Saturday, June 07, 2003
Had to do my gardening early as today is going to be very, very soggy -- again. The forecast is calling for 1-2 inches of rain. Some of my plants are beginning to rot from all the rain -- mostly potted plants but the Hall's hardy almond I planted several months ago (at the end of March) has mold growing on some of its branches.
I planted moonflowers and cardinal climbers on the two trellises that are on both ends of the front terrace flanking the french doors. I also planted clematises there -- var. "Josephine" -- but I doubt they will bloom this year, hence the annuals. I also planted some other seeds besides the moonflowers and cardinal climbers -- four o'clocks (var. "Tea Time Rose"), cosmos (var. "Sensation Mix"), oriental poppies (P. carneum) and cleome (Var. "Queen Mix") to fill in the bottom of the trellises. I don't know if the poppies will bloom this year or not -- hopefully they'll be able to survive the winter in containers outside. The four o'clocks probably won't -- I may decide to dig up the bulbs and replant them next year -- it's a little early to decide on that yet.
On the pyramidal trellises that are at either end of the front (east) wall of the terrace, I also planted moonflowers, but this time with morning glories (var. "Scarlet O'Hara") and placed several pots of salmon-pink miniature roses I'd gotten from the grocery store at the base, inside the pyramid. The roses weren't looking too happy from all the dampness -- some branches were moldy but the plants were still blooming, so I'm hoping they'll be okay . . .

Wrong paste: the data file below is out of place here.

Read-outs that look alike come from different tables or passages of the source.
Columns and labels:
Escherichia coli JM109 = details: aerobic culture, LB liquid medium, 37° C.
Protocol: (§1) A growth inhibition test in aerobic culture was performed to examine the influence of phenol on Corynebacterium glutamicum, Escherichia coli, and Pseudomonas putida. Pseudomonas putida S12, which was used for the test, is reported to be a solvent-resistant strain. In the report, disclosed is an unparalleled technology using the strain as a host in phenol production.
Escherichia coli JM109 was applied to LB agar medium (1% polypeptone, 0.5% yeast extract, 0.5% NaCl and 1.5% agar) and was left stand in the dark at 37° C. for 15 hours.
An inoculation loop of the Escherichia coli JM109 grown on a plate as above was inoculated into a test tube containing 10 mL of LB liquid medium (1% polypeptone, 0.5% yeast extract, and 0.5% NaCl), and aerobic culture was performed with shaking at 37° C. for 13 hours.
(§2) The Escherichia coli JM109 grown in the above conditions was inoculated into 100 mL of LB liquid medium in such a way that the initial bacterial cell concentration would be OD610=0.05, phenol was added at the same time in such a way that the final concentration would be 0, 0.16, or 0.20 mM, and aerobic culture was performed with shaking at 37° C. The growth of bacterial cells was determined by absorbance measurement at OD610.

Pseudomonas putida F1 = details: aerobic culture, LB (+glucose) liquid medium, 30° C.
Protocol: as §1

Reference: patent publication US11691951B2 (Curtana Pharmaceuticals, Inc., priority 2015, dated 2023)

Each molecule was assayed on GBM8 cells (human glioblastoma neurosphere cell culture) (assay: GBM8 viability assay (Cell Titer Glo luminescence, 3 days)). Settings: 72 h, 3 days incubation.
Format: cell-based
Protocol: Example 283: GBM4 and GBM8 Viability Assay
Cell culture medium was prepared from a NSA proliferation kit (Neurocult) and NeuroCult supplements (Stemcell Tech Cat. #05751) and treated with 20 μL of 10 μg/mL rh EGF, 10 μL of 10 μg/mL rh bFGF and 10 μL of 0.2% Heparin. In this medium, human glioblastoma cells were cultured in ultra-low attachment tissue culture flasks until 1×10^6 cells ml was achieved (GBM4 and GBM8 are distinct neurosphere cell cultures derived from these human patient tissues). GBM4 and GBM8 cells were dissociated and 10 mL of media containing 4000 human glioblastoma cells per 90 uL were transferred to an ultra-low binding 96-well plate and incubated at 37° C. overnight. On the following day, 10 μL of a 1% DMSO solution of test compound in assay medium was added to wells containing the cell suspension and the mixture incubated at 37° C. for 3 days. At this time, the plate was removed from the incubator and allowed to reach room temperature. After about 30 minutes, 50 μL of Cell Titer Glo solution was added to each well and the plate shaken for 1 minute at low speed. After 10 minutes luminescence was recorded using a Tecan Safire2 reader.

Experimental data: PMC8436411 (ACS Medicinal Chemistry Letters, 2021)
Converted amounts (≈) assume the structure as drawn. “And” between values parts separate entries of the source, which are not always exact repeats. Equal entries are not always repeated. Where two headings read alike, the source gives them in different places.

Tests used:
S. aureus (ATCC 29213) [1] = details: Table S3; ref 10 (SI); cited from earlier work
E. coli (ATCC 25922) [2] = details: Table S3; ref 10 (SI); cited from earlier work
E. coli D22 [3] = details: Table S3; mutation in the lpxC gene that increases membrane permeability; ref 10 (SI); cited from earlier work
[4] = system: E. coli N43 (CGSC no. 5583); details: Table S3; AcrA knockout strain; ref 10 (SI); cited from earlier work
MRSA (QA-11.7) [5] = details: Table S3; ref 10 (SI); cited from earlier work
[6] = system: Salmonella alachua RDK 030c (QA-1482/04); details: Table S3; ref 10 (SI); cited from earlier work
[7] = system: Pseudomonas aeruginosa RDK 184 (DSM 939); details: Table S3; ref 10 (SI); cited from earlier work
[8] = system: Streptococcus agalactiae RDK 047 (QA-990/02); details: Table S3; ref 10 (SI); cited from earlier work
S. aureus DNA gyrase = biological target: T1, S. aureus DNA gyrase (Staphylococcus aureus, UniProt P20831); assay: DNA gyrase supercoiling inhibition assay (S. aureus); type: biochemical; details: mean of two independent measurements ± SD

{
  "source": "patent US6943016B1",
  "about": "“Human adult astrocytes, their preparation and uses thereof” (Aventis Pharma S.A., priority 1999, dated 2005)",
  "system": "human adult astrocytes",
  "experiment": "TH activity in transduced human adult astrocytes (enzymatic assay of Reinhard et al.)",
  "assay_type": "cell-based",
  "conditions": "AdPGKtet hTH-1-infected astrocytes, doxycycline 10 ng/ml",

I mixed in quite a bit of water absorbing gel into the soggy soil of the planters with the pyramidal trellises -- hopefully that will help cut down on the amount of liquid water in the soil so it won't be quite so water-logged and the roots of the plants won't rot.
As I was finishing planting the seeds, it started to pour -- I'm just hoping the seeds stay in the planters and don't end up floating out of the pots and onto the terrace floor or down the rain gutters.
Friday, June 06, 2003
Decided to take advantage of this brief respite from cold, wet weather to plant several types of fruit trees today, most of which were replacements for trees that died over this past winter.
I replaced the NorthStar cherry that I'd planted in the middle of Blueberry Row and added a pair of beach plums at either end of the row. One of the blueberries hadn't survived the winter (the Bluecrop) so I've ordered a replacement that hasn't arrived yet.
My dwarf Superior and Santa Rosa plums had also not survived this past truly brutal winter so they too were replaced but I decided to change where the new trees would be planted. They are now flanking the weeping black mulberry with Superior to the east and Santa Rosa to the west, just as before when they were planted in the middle of Apple Lane.